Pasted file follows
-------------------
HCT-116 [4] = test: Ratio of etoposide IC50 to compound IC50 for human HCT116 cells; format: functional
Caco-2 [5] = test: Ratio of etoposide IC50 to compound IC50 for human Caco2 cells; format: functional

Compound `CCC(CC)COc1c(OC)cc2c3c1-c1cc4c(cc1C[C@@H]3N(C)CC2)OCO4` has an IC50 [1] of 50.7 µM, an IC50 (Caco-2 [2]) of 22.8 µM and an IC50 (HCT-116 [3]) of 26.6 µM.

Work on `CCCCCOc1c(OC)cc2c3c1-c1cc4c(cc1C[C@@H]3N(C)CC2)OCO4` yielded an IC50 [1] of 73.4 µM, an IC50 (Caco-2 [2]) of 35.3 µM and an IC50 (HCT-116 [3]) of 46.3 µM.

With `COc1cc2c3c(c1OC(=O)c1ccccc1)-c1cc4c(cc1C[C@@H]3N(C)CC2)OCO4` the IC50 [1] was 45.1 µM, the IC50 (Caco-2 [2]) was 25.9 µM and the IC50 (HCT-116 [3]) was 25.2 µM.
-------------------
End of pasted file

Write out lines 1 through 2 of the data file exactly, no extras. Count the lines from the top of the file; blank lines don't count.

HCT-116 [4] = test: Ratio of etoposide IC50 to compound IC50 for human HCT116 cells; format: functional
Caco-2 [5] = test: Ratio of etoposide IC50 to compound IC50 for human Caco2 cells; format: functional